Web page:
the storage period (or a part of it). Efforts should be made to

build the container in such a way that the surfaces of the walls
(inside and outside) are smooth and do not develop cracks, and
to completely seal the top entrance or loading/unloading open-
ing using the same local mud as that employed for the walls. It
may be possible to encourage farmers and villagers to incorporate
cement in moulding the mud (i.e., a stabilized soil technique) and
to finish with a coat of waterproof paint, or to daub the com-
pleted mud wall with a bituminous material (cutback or solvent in
preference to an emulsion) which will impart a smooth waterproof
surface inside. Alternatively, during construction of the mud con-
tainer, efforts could be made to incorporate a lining of plastic sheet-
ing in the ~11 in such a way as to make the container airtight.
I Since 1958, research workers in India have been experimenting with
this idea and Pradhan, Mookherjee and Sharma (1965) have publish-
ed findings which indicate that under certain conditions safe storage
for very dry wheat (7.5 percent moisture content) was achieved
over 16 months. They record that rectangular structures capable
of holding up to 3 000 kilogrammes can be successfully constructed
on the following lines. See also the illustration in Figure 42.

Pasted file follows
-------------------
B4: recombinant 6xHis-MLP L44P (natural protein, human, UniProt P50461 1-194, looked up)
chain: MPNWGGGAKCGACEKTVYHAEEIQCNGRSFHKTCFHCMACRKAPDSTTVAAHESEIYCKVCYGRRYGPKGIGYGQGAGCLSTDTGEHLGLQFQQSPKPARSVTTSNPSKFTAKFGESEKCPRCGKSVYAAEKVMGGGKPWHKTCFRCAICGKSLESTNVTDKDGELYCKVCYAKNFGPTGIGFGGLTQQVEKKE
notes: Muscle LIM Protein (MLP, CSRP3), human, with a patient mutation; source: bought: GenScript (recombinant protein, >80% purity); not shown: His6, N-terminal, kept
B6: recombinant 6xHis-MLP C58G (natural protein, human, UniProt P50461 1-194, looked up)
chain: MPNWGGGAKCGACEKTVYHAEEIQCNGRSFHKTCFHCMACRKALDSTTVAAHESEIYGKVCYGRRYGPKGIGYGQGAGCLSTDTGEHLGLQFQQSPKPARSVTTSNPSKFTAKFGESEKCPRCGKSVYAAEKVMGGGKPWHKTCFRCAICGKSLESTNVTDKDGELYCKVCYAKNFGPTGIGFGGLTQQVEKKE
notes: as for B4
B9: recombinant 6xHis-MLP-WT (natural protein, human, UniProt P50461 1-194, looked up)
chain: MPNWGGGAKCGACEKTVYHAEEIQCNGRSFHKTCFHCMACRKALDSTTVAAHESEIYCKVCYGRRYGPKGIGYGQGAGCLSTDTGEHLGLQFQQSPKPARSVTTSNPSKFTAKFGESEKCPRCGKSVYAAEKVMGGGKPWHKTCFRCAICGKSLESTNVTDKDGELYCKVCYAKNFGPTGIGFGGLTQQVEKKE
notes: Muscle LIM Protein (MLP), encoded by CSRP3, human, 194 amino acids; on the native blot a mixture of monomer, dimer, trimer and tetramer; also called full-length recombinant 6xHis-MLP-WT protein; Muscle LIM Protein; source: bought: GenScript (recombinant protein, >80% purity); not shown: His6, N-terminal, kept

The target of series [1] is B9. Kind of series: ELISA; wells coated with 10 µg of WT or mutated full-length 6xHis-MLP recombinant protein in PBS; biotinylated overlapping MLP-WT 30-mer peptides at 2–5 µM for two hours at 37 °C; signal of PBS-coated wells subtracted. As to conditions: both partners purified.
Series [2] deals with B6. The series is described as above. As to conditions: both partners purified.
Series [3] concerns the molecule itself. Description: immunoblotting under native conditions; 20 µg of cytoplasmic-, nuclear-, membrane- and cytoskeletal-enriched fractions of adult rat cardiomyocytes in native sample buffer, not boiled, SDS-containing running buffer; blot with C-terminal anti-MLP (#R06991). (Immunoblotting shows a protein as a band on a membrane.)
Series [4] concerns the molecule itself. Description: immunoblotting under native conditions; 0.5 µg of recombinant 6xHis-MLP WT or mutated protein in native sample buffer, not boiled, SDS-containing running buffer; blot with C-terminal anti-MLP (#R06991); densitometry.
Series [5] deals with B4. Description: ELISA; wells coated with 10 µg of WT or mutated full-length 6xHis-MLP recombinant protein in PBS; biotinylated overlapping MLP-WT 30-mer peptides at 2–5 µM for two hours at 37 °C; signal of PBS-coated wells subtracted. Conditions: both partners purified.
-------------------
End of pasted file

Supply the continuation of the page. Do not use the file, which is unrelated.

Size For a 2 000 kg storage size, internal dimensions are
1.4 m x 1.0 m x 1.6 m (high),
Walls The four walls consist of two layers (each 7.6 cm) of
mud or unburnt brick with a polythene film as a sand-
wich. If bricks are used, 750 will be required (each
22.9 cm x 11.5 cm x 7.6 cm).
FZoor and These consist of two layers (each 5 cm) of mud with
roof a polythene film as a sandwich. A wooden frame is
used on top to form the m;;d roof.
Plastic 9 m of polythene film (180 cm wide) 700 gauge (0.18 mm).
Manhole Placed in one corner of the top surface and measuring
60 cm x 60 cm.
,Outlet 24 cm length of galvanized tin sheet pipe (9 cm diameter)
with a tight-fitting lid.

The structure is built over a burned brick floor. If a burned

brick floor is not available, it should be made on a suitable site.

FIGURE 42. Pusa bin incorporating plastic

film sheeting in mud wall construction,
together with two constructional dia-

Next a mud platform of roughly 1.6 X 1.2 metres, 5 centimetres

thick, is made and a polythene film of 1.8 x 1.4 metres is placed
over it. A 5 centimetre thick layer of mud is then applied over
the film covering the same size as the platform under the polythene
film. The inner wall (7.6 centimetres thick) of the structure cover-
ing the four sides is then constructed. The inner layer of the mud
roof of the structure is then made by using 5-centimetre thick mud
slabs prepared earlier and placing them over a wooden frame. An
area of 60 x 60 centimetres is, however, kept open in one corner
to serve as a manhole. The entire structure is then carefully
covered with the polythene film, the polythene cover having been
prepared earlier by heat sealing; after this the free edges of

the polythene sheet near the base are also similarly sealed. At
this stage the outlet mentioned earlier is fixed by making a hole
in the inner mud layer as well as the polythene film. Finally, the
outer layers of the walls of 7.6 centimetres in thickness are erected
all round the structure, covering the polythene film. A 5-centi-
metre thick mud plaster is also put over the polythene film at the